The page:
Here's a breakdown of the hands that beat Doyle's on the turn Pocket 6s definitely. Why wouldn't a re-raise be warranted here? I learnt that I can use my tight table image and well time aggression to force looser players off winning yet speculative hands.

Since I'm an MTT player I find this to be a very valuable lesson in the middle stages in a tourney in a table where I've got a well established table image. August 31st, , 3: Thanks for your detailed explanation.

You shouldn't play to outplay the opponent, yes that's what ultimately end up happening, but your goal in poker should be to maximize your EV. Now I would like to ask you this, what range do you think does that? Do you think a mediocre pair like TT or 99 or JJ, bets twice?

Or does he realize his equity by pot controlling? That too against a NIT? I'll leave that analysis to you and for you to figure out, how the range drastically changes with a turn bet on such a board.

That said, let's talk a bit about the river re-raise shove , what does that accomplice? It's a very interesting read, but there are literally dozens of books more relevant if you're a low-stakes online player. September 14th, , 7: As your experience as a poker player grows, you should be able to separate the wheat from the chaff, regardless of the format book, youtube, etc.

In obtaining my university degree, I have read several hundred books and manuscripts up to years old. To suggest that there isn't value in reading 'old' books or books by 'old' authors, should be handled with skepticism I'm looking at you Doug Polk. While some of the information will be dated, that doesn't mean there isn't value. There is, but understanding what the important 'stuff' is, how to interpret that information in today's game, these are the nuggets that elevate your game.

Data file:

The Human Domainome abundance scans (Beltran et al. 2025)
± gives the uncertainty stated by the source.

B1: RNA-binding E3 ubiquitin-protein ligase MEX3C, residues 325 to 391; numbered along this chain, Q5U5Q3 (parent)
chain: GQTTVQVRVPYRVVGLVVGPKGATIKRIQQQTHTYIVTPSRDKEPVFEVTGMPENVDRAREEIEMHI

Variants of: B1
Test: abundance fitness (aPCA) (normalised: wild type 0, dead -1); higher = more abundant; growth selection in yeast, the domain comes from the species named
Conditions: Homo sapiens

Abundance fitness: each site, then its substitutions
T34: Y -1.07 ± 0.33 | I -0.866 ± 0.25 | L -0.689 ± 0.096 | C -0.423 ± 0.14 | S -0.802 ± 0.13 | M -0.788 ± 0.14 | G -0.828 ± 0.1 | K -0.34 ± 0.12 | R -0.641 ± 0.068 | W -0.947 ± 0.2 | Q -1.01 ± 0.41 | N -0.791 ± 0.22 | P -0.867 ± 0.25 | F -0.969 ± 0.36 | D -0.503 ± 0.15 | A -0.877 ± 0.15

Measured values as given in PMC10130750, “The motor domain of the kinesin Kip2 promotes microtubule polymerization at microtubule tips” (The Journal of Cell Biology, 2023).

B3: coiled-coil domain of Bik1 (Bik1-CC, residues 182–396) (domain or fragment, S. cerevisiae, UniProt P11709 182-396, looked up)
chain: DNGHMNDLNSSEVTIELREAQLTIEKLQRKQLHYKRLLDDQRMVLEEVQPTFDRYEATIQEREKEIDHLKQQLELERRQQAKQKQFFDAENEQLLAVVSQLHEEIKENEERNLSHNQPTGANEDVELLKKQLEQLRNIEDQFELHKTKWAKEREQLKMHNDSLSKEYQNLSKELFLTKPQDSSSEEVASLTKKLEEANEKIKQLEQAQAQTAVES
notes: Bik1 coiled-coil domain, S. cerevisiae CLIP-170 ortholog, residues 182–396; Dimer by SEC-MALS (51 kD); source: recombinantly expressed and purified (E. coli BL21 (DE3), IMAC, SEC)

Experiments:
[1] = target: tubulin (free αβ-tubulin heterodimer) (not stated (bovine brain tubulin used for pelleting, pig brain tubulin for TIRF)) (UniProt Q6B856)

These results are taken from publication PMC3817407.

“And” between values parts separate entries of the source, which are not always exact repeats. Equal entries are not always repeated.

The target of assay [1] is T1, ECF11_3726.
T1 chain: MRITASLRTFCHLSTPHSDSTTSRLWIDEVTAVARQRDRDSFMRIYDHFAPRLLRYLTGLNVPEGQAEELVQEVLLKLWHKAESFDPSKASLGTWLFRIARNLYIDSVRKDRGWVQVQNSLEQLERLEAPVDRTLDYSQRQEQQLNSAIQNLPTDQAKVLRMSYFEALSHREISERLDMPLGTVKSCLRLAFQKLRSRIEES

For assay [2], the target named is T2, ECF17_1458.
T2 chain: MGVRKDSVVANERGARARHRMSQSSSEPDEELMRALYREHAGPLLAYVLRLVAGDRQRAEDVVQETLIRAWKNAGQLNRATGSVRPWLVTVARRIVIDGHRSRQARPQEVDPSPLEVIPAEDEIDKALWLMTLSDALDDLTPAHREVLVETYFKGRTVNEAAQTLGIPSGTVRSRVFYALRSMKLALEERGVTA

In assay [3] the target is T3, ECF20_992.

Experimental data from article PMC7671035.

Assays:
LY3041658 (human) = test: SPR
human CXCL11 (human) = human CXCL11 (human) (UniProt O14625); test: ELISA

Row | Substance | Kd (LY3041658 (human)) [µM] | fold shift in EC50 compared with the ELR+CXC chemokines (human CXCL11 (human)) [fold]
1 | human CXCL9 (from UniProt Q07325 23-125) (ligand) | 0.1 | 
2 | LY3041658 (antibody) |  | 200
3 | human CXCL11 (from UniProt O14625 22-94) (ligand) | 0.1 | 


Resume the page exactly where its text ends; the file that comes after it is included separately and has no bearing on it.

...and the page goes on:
Clearly I advocate reading. While it has been several years since I read the original Super System, there is lots of great stuff to be had in there. I can only make the assumption that Doyle's new book will also offer some great stuff! My thoughts, I look forward to hearing yours. September 20th, , 7: DonksRUS I couldn't agree with you more.

Im actually on my way to pick up the book now. Thanks for the response. GL out there guys Hopefully we come across each other on the tables. September 20th, , 8: Bronsons book ose probably onle one I liked of pokerbooks. September 20th, , 9: I havent read it but my friend has, it's a very affective book. My friends poker has got alot better since reading it. September 20th, , I have not read it but i want to some day,.

September 21st, , 2: Originally Posted by DonksRUs. September 21st, , 5: It would be nice for Doyle to write an autobiography. Probably a lot to be learned from his longevity as a successful player - maybe more than tips for any single variation of the game. September 21st, , September 21st, , 1: I would assume Doyle's book would be both credible and informative. Put it this way, he is not doing it for the money. Todays game is very similar to the way it's always been played with the exception of the fearless players with a go for broke attitude.

Just my opinion of course. September 22nd, , 1: Originally Posted by bigjay August 19th, , I'm also looking for this book. Please tell me how to read this book. August 19th, , 1: August 19th, , 5: This is a very old book. Many things Doyle tries to teach in this book are not used in modern poker. If you're really trying to learn you should look into some of the newer online coaching that way you gain an edge that applies to today's game. August 20th, , From old trends and patterns that have been created profitable strategies.

I believe that all knowledge becomes valid when one learns to put into practice. August 20th, , 4: Super System's was the 1st poker book I read, good book - good read. August 23rd, , 5: